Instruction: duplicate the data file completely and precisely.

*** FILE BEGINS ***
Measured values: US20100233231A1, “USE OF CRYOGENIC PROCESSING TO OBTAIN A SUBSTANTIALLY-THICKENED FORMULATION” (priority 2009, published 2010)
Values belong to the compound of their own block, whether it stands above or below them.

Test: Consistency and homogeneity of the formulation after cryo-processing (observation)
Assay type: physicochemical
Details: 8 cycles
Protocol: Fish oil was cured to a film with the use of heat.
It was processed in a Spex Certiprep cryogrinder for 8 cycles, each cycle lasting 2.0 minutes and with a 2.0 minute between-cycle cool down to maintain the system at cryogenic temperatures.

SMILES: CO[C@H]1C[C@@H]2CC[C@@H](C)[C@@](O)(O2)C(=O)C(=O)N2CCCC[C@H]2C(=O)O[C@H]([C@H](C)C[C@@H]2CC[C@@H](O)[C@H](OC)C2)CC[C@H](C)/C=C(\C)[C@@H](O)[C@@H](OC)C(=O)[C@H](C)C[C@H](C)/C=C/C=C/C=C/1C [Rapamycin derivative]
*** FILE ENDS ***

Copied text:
Measured values: US20100233231A1, “USE OF CRYOGENIC PROCESSING TO OBTAIN A SUBSTANTIALLY-THICKENED FORMULATION” (priority 2009, published 2010)
Values belong to the compound of their own block, whether it stands above or below them.

Test: Consistency and homogeneity of the formulation after cryo-processing (observation)
Assay type: physicochemical
Details: 8 cycles
Protocol: Fish oil was cured to a film with the use of heat.
It was processed in a Spex Certiprep cryogrinder for 8 cycles, each cycle lasting 2.0 minutes and with a 2.0 minute between-cycle cool down to maintain the system at cryogenic temperatures.

SMILES: CO[C@H]1C[C@@H]2CC[C@@H](C)[C@@](O)(O2)C(=O)C(=O)N2CCCC[C@H]2C(=O)O[C@H]([C@H](C)C[C@@H]2CC[C@@H](O)[C@H](OC)C2)CC[C@H](C)/C=C(\C)[C@@H](O)[C@@H](OC)C(=O)[C@H](C)C[C@H](C)/C=C/C=C/C=C/1C [Rapamycin derivative]